New customers cost up to seven times more to win than leveraging business from your existing customers. And your existing customers, who presumably know you, like you and trust you, are likely to spend up to three times more than new clients. So if the financials don’t add up, why do we do it? Why do we spend so much time and energy chasing new business rather than nurturing our valuable client base? And if we should be nurturing our client base, then how do we do it?
I’ve recently run a Customer Retention conference with customer management expert, Liz Machtynger, so this is a subject that’s very close to my heart.
Here are seven ways you can nurture your valuable client base:
Has this got you thinking?
I have been thinking about the brands we love and how to improve customer retention. Let me tell you a couple of stories.
Three years ago, I took delivery of a car and on the way home it literally died. I did not see the car again for four months. However, the gentleman who looked after my “case” was exceptional. He updated me regularly, kept me totally informed on progress and made a bad situation OK. The car firm also sent me a range of well thought-out sorry gifts that were actually appropriate and of suitable value. I am now very loyal to this brand and I have a good opinion of them.
The other day, my wife and I were chatting about Clark Plc expenditure. We had decided to tighten the belt in a few areas and Sky TV was first on the list. With three kids of different ages, all of us have different viewing requirements ranging from football, Disney and South Park to Grey’s Anatomy. We currently have the full Sky package. It was going to be challenging to cut back.
In fact, my wife had a very, very good experience with Sky TV. The man on the phone listened and came up with a superb idea that was appropriate to the situation and our request. It was surprising and well delivered. To be frank I think we were expecting a bit of a challenge. It was the opposite. So now I have a great opinion of Sky, Clark Plc has the viewing requirements sorted and I will tell people about the positive experience.
So this got me thinking about two things: why we become loyal to certain brands and how businesses can improve customer retention.
In order to establish a loyalty scheme of any kind we need to establish who it is we actually want to reward and what it is we want to reward them for. If our most valuable customers are 100 per cent loyal to us then do we give them rewards just for being there, or do we concentrate on making the less valuable customers more valuable? We must ensure that we are adding value to our business and not simply creating a discount scheme.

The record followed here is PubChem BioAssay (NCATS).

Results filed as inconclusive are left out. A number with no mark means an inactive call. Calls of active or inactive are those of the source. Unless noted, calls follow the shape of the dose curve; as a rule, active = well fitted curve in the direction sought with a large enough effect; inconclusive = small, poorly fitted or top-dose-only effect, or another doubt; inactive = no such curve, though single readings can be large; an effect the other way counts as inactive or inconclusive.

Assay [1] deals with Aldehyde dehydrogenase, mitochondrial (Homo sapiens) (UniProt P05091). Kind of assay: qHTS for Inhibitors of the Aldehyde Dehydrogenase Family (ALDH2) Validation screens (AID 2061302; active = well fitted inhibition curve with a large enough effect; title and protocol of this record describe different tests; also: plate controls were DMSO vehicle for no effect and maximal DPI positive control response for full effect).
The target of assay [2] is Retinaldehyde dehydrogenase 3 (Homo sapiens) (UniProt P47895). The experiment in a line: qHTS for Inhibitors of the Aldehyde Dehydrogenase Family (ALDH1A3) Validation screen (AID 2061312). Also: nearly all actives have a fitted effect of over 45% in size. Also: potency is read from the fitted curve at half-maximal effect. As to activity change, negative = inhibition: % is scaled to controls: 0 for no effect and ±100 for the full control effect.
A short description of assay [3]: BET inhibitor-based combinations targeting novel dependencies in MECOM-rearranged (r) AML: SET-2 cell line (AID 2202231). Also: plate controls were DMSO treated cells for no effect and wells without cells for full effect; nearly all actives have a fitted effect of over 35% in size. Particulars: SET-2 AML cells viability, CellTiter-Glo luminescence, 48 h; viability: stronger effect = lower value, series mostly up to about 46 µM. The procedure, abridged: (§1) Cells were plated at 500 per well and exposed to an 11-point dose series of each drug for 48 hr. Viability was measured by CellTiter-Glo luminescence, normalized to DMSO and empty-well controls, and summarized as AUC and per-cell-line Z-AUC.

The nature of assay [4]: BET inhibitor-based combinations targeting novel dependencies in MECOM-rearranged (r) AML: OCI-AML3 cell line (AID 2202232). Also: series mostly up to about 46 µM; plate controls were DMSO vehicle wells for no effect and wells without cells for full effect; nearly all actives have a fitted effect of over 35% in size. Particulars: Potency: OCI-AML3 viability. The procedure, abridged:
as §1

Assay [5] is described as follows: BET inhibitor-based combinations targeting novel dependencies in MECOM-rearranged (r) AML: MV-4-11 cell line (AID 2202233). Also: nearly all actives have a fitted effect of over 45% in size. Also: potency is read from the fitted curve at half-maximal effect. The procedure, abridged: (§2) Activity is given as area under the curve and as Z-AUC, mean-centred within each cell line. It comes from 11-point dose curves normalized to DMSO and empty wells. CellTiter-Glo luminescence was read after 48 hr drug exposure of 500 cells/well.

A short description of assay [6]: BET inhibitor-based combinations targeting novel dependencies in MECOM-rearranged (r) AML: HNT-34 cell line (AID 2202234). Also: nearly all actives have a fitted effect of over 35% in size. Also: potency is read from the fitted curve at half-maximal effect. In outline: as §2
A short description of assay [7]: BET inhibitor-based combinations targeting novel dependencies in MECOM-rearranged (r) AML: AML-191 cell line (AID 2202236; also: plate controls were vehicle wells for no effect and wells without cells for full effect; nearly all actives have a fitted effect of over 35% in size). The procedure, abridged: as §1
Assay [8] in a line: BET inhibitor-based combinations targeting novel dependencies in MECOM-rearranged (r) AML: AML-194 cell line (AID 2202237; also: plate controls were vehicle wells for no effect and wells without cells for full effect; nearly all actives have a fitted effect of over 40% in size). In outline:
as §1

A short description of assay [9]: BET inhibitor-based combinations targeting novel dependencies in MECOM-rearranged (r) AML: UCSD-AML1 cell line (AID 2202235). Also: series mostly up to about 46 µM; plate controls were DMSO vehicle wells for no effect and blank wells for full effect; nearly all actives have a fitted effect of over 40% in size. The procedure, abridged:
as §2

Defining our objectives needs to be the first step – are we looking to reward behaviours that are good for our business, such as a customer spending more within a certain time frame, for instance?
We then need to understand our audience segments. Customers are all different and treating them as one entity means that we may be missing the main motivational factors for some of them.
After we have segmented the audience we need to look at who is the most valuable to us and why – is it the segment that makes up the highest proportion of our base? Those who spend the most? Those who are the least hassle? Or those who we feel we might be in danger of losing soon? How do these customers stack up against our objectives?
Having understood who our customers are, we need to understand their motivations – this allows us to be relevant. What do they value most?
We are a business, so we also need to understand our own motivations – what would we like our customers to do? Spend more? Stay with us long-term? Again, we need to look at this against our objectives.
Adding all this up we can see who we should be targeting, what we want to encourage them to do and what is going to motivate them. Our aim is to identify positive behaviours we want to reward and habits we can seek to change in order to make our business more profitable.
In an environment where winning new customers will get harder, it is more vital then ever before that we cherish our current customers. Some are happy, some are apathetic and some may be disappointed. As spring approaches it would be wise to look over your customer base and reward them, tackling any issues with empathy and understanding. We do long for loyalty from them; let’s give them some reasons to love us and importantly to tell their friends and associates about the great experience they have had with you.